WHY WAL-MART MATTERS. I'm of the opinion that how to handle Wal-Mart is among the two or three most important issues facing the country. The conversation hasn't caught up to it, and the arguments being had mostly miss the mark and collapse in their own short-sightedness, but the mega-retailer's impact on the economy, ubiquity across the country, and aggressiveness in using its size will eventually force a reckoning proportionate to its power. Which is why it's such a disappointment to see Jonah Goldberg's sneering, superficial treatment of the subject in today's LA Times.
Goldberg's column decries WMDS -- his acronym for (I'm serious here) "Wal-Mart derangement syndrome," and his argument goes like this: 127 million people shop at Wal-Mart every week, so attacking the store is "electoral asininity." In addition, Hillary Clinton was on their board of directors when the company was fighting for survival in the late 80's and Teresa Heinz Kerry owns stock in corporation. Meanwhile, Wal-Mart does indeed have low prices. So, all the liberal whinging over the company's policies make for "horrific politics, silly public policy -- but a joy to watch." QED.
At no point in the column does Goldberg actually state the progressive critique of Wal-Mart. A casual reader would have no clue why liberals worry about Wal-Mart (save that they're "deranged"). But in case you are interested, it goes something like this: Wal-Mart pays wages barely above the minimum and significantly below the average large retailer. Compared to Costco, or Target, Wal-Mart's salaries, benefits, and worker relations are atrocious. The question is not "Wal-Mart, yes or no?" but whether Wal-Mart can do better on all these metrics. Obviously, they can. Various analyses have found that raising the price of each product by a penny would allow for far better worker compensation packages.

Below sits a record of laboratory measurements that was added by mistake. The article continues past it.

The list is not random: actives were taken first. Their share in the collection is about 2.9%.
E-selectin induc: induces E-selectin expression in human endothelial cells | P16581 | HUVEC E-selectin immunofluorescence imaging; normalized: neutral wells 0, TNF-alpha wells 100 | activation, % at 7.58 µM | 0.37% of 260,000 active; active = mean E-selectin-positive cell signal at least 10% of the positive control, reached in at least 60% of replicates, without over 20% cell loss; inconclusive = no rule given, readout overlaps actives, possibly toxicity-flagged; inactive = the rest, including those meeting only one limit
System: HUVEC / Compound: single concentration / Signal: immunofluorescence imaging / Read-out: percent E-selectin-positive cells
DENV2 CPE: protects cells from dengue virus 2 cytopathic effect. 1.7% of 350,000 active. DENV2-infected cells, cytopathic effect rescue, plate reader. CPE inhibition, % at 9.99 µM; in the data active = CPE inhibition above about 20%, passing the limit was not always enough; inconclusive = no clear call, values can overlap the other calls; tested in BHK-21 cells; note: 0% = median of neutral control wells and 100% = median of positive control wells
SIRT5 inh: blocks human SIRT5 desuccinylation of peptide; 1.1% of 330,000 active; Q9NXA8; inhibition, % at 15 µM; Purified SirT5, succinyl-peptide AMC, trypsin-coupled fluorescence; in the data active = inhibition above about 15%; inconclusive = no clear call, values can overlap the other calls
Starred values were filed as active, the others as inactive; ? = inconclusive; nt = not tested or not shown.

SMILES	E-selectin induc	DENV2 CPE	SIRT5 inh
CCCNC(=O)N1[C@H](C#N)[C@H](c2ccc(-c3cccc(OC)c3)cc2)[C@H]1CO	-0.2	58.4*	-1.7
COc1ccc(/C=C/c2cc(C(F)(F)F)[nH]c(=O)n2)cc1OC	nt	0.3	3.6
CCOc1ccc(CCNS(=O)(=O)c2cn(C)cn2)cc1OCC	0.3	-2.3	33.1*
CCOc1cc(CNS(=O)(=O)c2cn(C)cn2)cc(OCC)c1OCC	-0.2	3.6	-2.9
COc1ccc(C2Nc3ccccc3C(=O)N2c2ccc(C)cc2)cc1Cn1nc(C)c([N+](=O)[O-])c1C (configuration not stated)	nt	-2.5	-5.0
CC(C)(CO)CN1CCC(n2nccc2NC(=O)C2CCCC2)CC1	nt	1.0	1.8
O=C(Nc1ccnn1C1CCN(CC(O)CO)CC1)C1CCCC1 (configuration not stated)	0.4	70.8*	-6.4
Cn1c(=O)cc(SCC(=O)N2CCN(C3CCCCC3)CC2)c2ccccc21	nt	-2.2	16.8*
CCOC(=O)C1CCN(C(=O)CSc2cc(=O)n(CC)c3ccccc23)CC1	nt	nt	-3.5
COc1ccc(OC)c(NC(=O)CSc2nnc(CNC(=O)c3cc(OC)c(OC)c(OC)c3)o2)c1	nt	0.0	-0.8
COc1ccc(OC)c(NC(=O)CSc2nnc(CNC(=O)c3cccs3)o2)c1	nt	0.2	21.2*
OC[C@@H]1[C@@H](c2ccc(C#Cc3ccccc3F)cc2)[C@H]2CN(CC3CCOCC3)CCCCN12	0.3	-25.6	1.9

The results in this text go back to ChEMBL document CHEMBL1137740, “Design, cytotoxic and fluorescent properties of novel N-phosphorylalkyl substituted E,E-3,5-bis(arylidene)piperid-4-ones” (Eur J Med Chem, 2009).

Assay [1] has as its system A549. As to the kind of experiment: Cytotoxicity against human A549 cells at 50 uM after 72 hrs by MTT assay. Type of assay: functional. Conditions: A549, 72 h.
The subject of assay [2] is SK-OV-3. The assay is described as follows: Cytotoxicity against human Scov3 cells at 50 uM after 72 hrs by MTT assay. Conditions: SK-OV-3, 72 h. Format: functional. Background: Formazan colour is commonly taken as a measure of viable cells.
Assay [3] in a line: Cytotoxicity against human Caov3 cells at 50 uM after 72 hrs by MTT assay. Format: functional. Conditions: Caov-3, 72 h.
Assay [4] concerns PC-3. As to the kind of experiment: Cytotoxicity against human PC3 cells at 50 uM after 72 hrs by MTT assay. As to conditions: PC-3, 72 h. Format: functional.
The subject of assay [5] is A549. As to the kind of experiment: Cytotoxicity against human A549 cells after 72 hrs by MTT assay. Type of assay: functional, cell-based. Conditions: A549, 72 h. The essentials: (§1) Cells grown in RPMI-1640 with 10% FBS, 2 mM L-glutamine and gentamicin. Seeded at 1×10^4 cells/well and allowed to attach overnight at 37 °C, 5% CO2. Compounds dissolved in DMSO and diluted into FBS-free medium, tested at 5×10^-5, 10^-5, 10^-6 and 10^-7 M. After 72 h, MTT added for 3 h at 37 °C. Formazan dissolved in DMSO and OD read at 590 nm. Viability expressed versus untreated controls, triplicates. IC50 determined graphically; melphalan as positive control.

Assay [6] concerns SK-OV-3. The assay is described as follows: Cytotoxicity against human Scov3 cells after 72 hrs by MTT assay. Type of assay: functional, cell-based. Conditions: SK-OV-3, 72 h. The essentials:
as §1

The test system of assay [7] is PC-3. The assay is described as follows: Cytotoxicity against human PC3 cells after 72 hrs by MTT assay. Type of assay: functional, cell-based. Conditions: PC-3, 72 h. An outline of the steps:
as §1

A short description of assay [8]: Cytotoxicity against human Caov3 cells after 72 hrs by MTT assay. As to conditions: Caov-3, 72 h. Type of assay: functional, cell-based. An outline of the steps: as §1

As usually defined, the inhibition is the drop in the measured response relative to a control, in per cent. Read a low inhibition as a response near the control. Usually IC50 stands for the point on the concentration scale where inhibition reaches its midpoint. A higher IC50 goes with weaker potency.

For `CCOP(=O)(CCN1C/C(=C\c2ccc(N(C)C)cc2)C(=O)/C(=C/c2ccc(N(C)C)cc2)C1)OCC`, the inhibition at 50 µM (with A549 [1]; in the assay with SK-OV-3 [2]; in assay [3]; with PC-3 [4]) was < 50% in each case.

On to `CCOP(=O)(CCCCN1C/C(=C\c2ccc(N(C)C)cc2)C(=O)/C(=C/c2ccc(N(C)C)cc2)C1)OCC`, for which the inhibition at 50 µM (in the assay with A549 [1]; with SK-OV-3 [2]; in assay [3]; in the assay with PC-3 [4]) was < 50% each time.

But that radically understates the actual problem. What's worrisome about Wal-Mart is that, like GM and Ford once did, they are setting the norms for the coming (or current?) economy. One in every five retail sales is done at their cash registers; they're larger than the next five retailers combined. Indeed, for major producers, Wal-Mart is just about the only market that matters, which allows them to dictate the production methods, employee relations, and business strategies all the way up the food chain. In action and effect, Wal-Mart is an active monopsony -- a seller able to dictate the price to its producers. They've forced Coke to change their secret recipe, Kraft to lay off thousands of employees, and Vlasic to declare bankruptcy. And because Wal-Mart so obsessively pursues the lowest possible prices, they're not only depriving their own workers of generous benefits and compensation, they're making it literally impossible for their producers to do so, as Wal-Mart won't abide by the minor cost differences that on-shore production and respectable benefits demand. It's a real problem, and it should be discussed in a serious way (as Barry Lynn did, in the best magazine article published in the last year). Goldberg, by chortling over the political downsides faced by Democrats, isn't helping matters.